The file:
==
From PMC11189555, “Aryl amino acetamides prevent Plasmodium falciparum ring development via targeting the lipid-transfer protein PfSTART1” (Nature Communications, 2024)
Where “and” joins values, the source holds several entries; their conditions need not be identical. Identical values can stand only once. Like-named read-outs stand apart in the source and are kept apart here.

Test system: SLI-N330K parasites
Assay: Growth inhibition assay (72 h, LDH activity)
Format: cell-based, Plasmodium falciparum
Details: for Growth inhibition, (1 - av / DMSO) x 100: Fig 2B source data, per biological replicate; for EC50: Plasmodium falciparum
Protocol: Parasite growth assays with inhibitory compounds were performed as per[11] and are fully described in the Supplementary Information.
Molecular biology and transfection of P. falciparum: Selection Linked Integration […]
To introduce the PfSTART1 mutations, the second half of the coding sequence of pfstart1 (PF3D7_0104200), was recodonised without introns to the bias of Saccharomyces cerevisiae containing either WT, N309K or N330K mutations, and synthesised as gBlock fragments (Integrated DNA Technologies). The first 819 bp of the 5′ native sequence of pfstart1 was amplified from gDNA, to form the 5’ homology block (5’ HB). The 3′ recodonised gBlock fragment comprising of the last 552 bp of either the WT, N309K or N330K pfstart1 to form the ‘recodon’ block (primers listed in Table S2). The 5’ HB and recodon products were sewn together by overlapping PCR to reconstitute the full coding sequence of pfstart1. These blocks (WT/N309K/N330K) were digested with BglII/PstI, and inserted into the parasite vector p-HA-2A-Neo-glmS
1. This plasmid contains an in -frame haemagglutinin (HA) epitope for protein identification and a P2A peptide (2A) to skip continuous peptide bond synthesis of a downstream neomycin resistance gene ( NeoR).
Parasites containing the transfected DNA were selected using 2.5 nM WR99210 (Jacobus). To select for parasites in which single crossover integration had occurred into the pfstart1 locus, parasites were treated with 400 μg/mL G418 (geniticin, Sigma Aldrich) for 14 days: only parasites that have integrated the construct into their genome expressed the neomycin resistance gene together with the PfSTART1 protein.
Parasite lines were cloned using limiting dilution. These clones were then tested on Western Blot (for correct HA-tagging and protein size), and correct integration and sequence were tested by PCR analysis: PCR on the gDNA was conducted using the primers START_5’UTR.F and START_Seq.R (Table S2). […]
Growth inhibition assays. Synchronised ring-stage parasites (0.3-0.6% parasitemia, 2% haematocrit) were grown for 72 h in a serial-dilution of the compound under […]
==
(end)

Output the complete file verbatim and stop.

From PMC11189555, “Aryl amino acetamides prevent Plasmodium falciparum ring development via targeting the lipid-transfer protein PfSTART1” (Nature Communications, 2024)
Where “and” joins values, the source holds several entries; their conditions need not be identical. Identical values can stand only once. Like-named read-outs stand apart in the source and are kept apart here.

Test system: SLI-N330K parasites
Assay: Growth inhibition assay (72 h, LDH activity)
Format: cell-based, Plasmodium falciparum
Details: for Growth inhibition, (1 - av / DMSO) x 100: Fig 2B source data, per biological replicate; for EC50: Plasmodium falciparum
Protocol: Parasite growth assays with inhibitory compounds were performed as per[11] and are fully described in the Supplementary Information.
Molecular biology and transfection of P. falciparum: Selection Linked Integration […]
To introduce the PfSTART1 mutations, the second half of the coding sequence of pfstart1 (PF3D7_0104200), was recodonised without introns to the bias of Saccharomyces cerevisiae containing either WT, N309K or N330K mutations, and synthesised as gBlock fragments (Integrated DNA Technologies). The first 819 bp of the 5′ native sequence of pfstart1 was amplified from gDNA, to form the 5’ homology block (5’ HB). The 3′ recodonised gBlock fragment comprising of the last 552 bp of either the WT, N309K or N330K pfstart1 to form the ‘recodon’ block (primers listed in Table S2). The 5’ HB and recodon products were sewn together by overlapping PCR to reconstitute the full coding sequence of pfstart1. These blocks (WT/N309K/N330K) were digested with BglII/PstI, and inserted into the parasite vector p-HA-2A-Neo-glmS
1. This plasmid contains an in -frame haemagglutinin (HA) epitope for protein identification and a P2A peptide (2A) to skip continuous peptide bond synthesis of a downstream neomycin resistance gene ( NeoR).
Parasites containing the transfected DNA were selected using 2.5 nM WR99210 (Jacobus). To select for parasites in which single crossover integration had occurred into the pfstart1 locus, parasites were treated with 400 μg/mL G418 (geniticin, Sigma Aldrich) for 14 days: only parasites that have integrated the construct into their genome expressed the neomycin resistance gene together with the PfSTART1 protein.
Parasite lines were cloned using limiting dilution. These clones were then tested on Western Blot (for correct HA-tagging and protein size), and correct integration and sequence were tested by PCR analysis: PCR on the gDNA was conducted using the primers START_5’UTR.F and START_Seq.R (Table S2). […]
Growth inhibition assays. Synchronised ring-stage parasites (0.3-0.6% parasitemia, 2% haematocrit) were grown for 72 h in a serial-dilution of the compound under […]